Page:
Africa This Week (27/04/2024)

On Sunday, Egypt welcomed back a significant artefact, a 3,400-year-old statue portraying the head of King Ramses II, after it was stolen and smuggled out of the country over three decades ago. The statue, originally from the Ramses II temple in Abydos, Southern Egypt, was identified when it was put up for sale in London in 2013 and subsequently traced through several countries before reaching Switzerland. Egyptian authorities, collaborating with Swiss counterparts, established ownership rights, leading to the statue’s return to the Egyptian embassy in Bern last year. The artifact will undergo restoration before being displayed at the Egyptian Museum in Cairo. King Ramses II, also known as Ramses the Great, is revered as one of ancient Egypt’s most powerful pharaohs, ruling from 1279 to 1213 B.C.

The United Nations on Friday expressed concern over a potential imminent attack on al-Fashir in Sudan’s North Darfur region, amidst escalating tensions between the Sudanese army and paramilitary Rapid Support Forces (RSF). Al-Fashir stands as the last major city in Darfur not under RSF control, with reports indicating encirclement by RSF, hinting at a coordinated assault. U.N. Secretary-General Antonio Guterres urges all parties to refrain from violence, with envoy Ramtane Lamamra working to de-escalate. The fight for al-Fashir could exacerbate ethnic tensions and extend beyond Sudan’s borders, with the U.S. urging an immediate halt to attacks.

Also on Friday, the World Bank announced a $57.6 million grant to Malawi to address a food crisis exacerbated by El Niño conditions in southern Africa. Intense disasters in recent years have hindered recovery efforts, leading to a significant deterioration in national food security.

The United States said it is set to temporarily withdraw some of its troops from Chad, following a directive to halt activities at an air base near the capital. This move comes shortly after a similar decision to remove troops from neighbouring Niger. Pentagon spokesperson Major General Patrick Ryder stated on Thursday that the withdrawal is part of a security cooperation review with Chad, with plans to resume after the country’s upcoming presidential election on May 6. The withdrawal involves a few dozen special forces troops relocating to Germany for the time being. Chad’s interim president, Mahamat Idriss Deby, is a candidate in the election, raising concerns about its credibility among opposition groups.

Benin, Liberia, and Sierra Leone launched large-scale malaria vaccine programs on Thursday as part of an Africa-focused initiative to save tens of thousands of children’s lives annually across the continent. This initiative follows successful rollouts of routine malaria immunization in other African countries. The World Health Organization-approved vaccine is intended to complement existing tools like bed nets in the fight against malaria, which claims the lives of nearly half a million African children under five each year. GAVI, the global vaccine alliance, provided details on vaccine distribution, with Benin, Sierra Leone, and Liberia receiving doses. At the official launch in Benin, 25 children received the vaccine, with parents expressing the importance of malaria prevention. The African region, home to 11 countries bearing 70% of the global malaria burden, stands to benefit significantly from this initiative.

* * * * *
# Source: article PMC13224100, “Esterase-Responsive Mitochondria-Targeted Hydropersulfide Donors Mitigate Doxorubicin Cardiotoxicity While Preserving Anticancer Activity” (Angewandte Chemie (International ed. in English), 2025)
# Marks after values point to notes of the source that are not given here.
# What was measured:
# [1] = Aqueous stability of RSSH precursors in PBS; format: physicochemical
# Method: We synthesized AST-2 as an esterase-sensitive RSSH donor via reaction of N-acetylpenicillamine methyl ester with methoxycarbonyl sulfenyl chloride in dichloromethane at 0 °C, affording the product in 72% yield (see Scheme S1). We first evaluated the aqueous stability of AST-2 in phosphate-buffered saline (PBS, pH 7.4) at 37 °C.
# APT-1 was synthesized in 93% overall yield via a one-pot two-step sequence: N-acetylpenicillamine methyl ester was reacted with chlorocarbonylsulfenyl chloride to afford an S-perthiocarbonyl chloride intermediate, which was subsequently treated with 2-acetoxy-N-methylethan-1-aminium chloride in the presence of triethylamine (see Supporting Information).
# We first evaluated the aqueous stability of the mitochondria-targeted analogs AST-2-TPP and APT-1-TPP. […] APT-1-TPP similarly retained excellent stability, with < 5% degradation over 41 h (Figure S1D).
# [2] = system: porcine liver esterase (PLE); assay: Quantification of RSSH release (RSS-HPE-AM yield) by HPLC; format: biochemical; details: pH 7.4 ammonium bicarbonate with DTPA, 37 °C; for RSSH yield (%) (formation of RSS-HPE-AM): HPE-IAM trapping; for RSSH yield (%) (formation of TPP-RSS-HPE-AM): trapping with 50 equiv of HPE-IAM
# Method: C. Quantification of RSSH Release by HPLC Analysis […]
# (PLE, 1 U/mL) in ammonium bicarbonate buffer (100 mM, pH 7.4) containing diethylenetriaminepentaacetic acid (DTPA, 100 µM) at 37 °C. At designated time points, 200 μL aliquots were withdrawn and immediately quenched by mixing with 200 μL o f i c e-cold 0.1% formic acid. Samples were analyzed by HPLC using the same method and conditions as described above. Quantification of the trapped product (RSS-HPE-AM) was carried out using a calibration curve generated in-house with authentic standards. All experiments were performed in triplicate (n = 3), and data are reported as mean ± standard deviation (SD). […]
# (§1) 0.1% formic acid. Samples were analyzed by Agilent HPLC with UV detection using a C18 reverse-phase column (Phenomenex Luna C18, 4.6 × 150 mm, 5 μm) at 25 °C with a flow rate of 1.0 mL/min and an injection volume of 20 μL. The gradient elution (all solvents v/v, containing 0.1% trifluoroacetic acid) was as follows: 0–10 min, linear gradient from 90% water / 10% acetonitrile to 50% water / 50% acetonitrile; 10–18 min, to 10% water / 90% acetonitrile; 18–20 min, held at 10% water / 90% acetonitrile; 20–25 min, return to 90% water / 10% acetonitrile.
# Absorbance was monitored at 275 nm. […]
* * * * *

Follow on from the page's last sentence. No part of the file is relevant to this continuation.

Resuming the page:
The United Nations Office for the Coordination of Humanitarian Affairs (UNOCHA) on Friday reported that in the Amhara region of Ethiopia, over 4.1 million children are unable to attend school due to armed conflict, drought, and related issues, accounting for over 35% of registered students. The report also highlights the urgent need for school feeding services and scholastic materials for more than 1.5 million children. Additionally, over 56,000 teachers require psycho-social support. Elsewhere, clashes between Afar and Somali-Issa communities have caused casualties and displacement, exacerbating challenges in already affected areas. Peace talks are underway, but seasonal floods, drought, and a cholera outbreak hinder progress. In other regions, like Oromia, IDPs face dire conditions, including limited access to education and health services. Despite pledges totaling USD 600 million for humanitarian aid, the escalating crisis requires further international support to address the urgent needs of millions affected in Ethiopia.